A new client just closed on an acquisition last Tuesday. I am currently working with three other clients to acquire companies via strategic M&A transactions. Another client is looking to sell one of its divisions.
I’m not entirely sure what is driving the sudden increase in M&A activity, but I would suggest that it is a combination of the following six trends:
- The economy is performing better and owners who had deferred the consideration of a sale during the downturn are now willing to entertain offers. Some have also now attained the financial results they need to get a sales price that will allow them to retire comfortably.
- Interest rates are still low (for now) and buyers who are anticipating higher borrowing costs would rather close a deal while money is cheap.
- Banks are looking to make new loans and covenants, and they are becoming less stringent about their requirements. (Although, this is a somewhat scary trend if you look at some of the multiples of EBITDA that are being paid.)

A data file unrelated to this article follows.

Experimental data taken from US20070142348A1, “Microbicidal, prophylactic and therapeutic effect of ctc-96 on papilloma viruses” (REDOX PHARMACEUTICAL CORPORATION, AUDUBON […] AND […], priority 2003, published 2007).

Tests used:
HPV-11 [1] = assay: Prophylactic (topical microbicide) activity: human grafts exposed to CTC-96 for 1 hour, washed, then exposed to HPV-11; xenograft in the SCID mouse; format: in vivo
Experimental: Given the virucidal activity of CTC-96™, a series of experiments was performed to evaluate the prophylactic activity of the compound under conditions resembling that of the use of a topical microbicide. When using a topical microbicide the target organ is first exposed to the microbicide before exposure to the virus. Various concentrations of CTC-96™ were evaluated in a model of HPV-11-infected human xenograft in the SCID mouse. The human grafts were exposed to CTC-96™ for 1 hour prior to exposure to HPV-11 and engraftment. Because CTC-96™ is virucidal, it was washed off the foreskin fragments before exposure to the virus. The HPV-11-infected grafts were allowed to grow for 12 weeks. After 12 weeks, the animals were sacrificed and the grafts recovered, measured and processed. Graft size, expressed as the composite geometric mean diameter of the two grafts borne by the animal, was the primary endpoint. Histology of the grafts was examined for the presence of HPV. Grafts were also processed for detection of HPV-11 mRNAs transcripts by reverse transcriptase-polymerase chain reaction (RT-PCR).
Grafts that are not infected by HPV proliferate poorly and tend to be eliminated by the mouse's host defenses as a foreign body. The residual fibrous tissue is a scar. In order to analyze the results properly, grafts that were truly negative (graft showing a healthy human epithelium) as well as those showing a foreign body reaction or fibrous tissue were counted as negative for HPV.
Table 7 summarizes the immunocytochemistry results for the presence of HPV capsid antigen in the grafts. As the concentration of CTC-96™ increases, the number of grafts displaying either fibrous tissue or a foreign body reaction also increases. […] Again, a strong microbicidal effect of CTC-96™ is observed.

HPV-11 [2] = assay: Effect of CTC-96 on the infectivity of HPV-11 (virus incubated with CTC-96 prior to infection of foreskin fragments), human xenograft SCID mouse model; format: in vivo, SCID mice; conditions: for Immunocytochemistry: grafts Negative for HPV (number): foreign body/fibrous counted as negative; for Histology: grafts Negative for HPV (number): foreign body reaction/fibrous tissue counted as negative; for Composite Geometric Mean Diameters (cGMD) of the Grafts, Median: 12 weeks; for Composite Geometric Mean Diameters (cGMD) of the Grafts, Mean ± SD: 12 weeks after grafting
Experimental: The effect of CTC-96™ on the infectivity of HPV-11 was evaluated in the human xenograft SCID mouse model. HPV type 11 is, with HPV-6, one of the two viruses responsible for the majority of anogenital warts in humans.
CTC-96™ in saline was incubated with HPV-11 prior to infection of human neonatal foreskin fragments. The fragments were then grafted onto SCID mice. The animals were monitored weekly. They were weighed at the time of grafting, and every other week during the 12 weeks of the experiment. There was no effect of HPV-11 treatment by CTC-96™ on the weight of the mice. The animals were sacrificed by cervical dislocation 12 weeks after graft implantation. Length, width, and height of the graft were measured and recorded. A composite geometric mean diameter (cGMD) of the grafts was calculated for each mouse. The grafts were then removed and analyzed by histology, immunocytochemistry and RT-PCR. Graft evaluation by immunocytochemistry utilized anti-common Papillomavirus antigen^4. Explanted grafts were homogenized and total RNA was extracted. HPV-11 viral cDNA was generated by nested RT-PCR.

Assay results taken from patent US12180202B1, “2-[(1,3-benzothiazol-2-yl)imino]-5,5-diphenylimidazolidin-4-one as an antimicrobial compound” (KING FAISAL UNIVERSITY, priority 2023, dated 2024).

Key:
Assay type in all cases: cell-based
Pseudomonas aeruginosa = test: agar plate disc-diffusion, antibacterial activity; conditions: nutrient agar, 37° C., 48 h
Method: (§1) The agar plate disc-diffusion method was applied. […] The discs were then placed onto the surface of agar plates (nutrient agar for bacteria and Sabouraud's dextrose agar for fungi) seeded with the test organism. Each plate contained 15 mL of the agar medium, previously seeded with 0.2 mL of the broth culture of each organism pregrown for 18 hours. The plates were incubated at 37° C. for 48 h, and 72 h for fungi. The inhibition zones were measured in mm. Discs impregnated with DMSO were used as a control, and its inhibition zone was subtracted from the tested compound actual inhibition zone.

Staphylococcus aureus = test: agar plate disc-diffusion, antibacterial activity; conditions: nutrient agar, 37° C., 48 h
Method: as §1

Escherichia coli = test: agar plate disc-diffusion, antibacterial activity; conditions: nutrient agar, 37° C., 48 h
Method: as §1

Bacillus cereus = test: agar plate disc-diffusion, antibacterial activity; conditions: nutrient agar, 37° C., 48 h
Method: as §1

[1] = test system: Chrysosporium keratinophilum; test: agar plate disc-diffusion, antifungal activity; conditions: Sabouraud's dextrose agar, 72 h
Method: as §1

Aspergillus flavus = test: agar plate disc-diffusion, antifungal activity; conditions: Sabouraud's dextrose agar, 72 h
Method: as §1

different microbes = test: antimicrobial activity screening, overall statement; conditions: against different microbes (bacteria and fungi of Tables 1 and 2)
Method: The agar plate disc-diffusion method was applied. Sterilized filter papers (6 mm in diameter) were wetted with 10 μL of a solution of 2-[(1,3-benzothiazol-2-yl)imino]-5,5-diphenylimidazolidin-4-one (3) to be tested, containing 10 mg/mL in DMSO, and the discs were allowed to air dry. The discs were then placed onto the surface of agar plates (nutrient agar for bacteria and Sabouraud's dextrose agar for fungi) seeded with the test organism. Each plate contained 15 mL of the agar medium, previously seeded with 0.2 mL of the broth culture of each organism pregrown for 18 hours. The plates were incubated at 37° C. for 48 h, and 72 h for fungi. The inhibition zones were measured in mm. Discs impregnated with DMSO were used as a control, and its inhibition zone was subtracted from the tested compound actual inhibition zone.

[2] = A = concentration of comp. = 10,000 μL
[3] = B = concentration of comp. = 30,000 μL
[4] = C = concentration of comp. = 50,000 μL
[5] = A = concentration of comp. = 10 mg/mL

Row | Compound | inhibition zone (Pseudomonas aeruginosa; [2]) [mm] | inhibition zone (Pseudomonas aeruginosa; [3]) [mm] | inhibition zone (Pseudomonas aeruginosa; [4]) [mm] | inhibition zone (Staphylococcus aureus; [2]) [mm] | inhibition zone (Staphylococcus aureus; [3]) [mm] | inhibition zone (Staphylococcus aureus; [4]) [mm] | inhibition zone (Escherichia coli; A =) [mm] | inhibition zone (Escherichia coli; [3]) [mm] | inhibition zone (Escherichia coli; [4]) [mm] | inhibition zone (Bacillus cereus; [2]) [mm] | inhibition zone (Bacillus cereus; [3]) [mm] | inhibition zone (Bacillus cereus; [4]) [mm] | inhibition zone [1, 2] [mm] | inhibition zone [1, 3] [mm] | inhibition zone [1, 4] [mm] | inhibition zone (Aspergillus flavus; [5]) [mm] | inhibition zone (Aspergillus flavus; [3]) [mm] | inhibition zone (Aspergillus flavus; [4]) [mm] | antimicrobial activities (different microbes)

- Buyers are willing to pay more, as demonstrated by the increase in the average EBITDA multiple year-over-year. As a result, the gap between seller and buyer expectations has shrunk and more deals are closing.
- Many businesses have created excess working capital over the past few years by paying down debt and retaining earnings. These buyers are now looking for a better return on that equity.
- There are still plenty of private equity dollars on the sidelines and these buyers are anxious to deploy their capital.
This is a good time for buyers. The cost of borrowing remains low and you hopefully have a healthier balance sheet to support an acquisition.
If you are a seller, EBITDA multiples have increased so you should be able to get a higher price than a year ago. Plus, your business has hopefully improved in the interim, which will also increase the potential sale price of your business.
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